Actin plays a complicated role in BCR triggering and MC formation. In the steady state, immobile BCRs seem to be corralled within regions enriched with cortical actin and ezrin membrane tethers (Treanor et al., 2010). In previous studies, Tolar et al. (2005) did not see an effect of depolymerizing actin on the FRET profile of BCR triggering. However, Liu et al. (2010) show that the G-actin–sequestering drug latrunculin B seems to arrest early and late stages of MC growth. A recent paper (Treanor et al., 2010) showed that B cell activation could be induced even in the absence of Ag by disrupting the actin cytoskeleton with the depolymerizing drugs latrunculin A or cytochalasin D, or with the actin-stabilizing drug jasplakinolide; all drugs led to reduced cortical actin content. These drugs were capable of inducing calcium flux and ERK phosphorylation in a manner dependent on Vav and phospholipase C-γ, suggesting that this signaling may be caused by release of immobilized BCRs. Actin plays a critical role in stability and signaling from TCR MCs (Campi et al., 2005). The actin cytoskeleton simultaneously promotes the single-molecule sensitivity of the TCR, while acting to restrain triggering of the BCR so that many ligands are needed to make a microcluster. The differing roles of F-actin in T and B cells are aligned with the challenges of generating MHC-peptide complexes, which requires that a B cell take up ~500 protein molecules to make one MHC–peptide complex (Dadaglio et al., 1997).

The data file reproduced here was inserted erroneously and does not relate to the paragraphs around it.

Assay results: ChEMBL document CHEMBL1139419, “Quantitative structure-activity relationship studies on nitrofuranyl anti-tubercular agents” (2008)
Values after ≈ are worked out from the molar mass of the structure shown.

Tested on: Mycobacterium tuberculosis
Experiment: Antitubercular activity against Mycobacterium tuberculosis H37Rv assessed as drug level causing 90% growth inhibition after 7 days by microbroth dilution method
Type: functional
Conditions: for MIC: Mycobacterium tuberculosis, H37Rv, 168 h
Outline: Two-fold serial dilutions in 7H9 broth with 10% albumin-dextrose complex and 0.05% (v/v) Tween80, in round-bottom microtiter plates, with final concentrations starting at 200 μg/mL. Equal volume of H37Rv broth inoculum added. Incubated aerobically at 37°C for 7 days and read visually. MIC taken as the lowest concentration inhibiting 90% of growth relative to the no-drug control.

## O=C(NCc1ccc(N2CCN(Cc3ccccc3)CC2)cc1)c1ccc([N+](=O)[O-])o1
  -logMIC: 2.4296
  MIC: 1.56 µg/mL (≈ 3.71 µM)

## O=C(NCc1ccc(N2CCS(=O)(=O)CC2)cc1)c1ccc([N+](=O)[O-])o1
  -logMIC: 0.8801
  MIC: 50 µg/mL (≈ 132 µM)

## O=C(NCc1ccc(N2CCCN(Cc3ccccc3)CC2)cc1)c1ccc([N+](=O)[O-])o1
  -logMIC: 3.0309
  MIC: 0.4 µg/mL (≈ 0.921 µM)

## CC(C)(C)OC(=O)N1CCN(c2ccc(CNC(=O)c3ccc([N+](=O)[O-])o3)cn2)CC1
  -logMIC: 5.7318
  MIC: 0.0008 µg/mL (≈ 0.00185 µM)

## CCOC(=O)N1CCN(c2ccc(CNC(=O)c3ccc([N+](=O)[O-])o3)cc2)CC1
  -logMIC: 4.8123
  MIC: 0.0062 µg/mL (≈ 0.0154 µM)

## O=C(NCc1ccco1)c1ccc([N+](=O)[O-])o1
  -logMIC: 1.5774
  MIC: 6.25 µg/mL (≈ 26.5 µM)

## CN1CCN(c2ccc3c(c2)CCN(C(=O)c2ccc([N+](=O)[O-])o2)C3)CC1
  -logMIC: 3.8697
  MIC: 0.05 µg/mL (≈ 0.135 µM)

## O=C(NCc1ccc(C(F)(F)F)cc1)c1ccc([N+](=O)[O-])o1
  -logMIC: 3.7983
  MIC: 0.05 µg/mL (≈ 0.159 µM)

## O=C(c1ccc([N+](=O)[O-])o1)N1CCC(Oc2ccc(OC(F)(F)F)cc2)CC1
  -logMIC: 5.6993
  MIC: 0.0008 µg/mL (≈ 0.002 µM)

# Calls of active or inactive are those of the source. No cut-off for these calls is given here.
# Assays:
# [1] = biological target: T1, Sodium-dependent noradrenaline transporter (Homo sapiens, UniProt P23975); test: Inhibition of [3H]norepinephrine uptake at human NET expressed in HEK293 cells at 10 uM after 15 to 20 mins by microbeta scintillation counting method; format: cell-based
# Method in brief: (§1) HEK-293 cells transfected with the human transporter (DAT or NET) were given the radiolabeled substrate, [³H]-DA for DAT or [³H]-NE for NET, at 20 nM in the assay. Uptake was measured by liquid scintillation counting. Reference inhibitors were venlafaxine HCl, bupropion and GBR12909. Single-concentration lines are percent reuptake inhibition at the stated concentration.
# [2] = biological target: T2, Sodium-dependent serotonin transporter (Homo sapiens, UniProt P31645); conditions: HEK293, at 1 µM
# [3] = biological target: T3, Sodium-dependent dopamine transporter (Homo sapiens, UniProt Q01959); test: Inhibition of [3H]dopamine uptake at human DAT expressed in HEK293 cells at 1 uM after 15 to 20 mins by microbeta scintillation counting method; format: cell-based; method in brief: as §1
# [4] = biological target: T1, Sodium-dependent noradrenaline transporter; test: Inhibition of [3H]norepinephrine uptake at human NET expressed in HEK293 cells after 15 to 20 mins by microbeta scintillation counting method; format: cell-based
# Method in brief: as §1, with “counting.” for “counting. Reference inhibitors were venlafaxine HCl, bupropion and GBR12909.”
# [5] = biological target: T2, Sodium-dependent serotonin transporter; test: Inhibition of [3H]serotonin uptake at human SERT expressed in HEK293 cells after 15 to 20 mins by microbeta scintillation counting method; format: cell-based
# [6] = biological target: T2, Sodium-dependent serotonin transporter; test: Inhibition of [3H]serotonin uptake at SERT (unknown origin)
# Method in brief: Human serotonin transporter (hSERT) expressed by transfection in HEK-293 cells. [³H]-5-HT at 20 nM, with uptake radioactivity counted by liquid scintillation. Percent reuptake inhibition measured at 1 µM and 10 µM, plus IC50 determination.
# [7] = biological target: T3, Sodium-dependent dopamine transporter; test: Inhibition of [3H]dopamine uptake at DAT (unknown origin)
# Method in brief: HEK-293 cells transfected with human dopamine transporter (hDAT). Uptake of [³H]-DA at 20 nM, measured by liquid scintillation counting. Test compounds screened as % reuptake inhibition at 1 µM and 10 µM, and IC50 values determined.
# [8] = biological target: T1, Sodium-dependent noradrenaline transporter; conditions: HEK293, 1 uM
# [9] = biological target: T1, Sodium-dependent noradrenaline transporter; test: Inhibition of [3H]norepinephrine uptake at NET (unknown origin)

Another important aspect of the data presented by Liu et al. (2010) is the finding that B cells expressing low-affinity BCRs still show some level of BCR triggering and MC formation, although the response is weaker and slower than those of high-affinity BCRs. As with their previous studies, these measurements were made in a monovalent Ag system. In vivo, B cells expressing the same low-affinity BCR described here are capable of mounting an immune response, but only in the absence of higher affinity clones, and perhaps only in response to polyvalent Ags (Shih et al., 2002a). It may also be interesting to see how, under low-affinity interactions, BCR clustering and arrest regulate Lyn recruitment. However, under weak stimuli, these processes may be extremely transient and difficult to measure by imaging. Lastly, these data are important for understanding how B cells quantify affinity, which may be useful for developing better vaccines targeting weak antigens.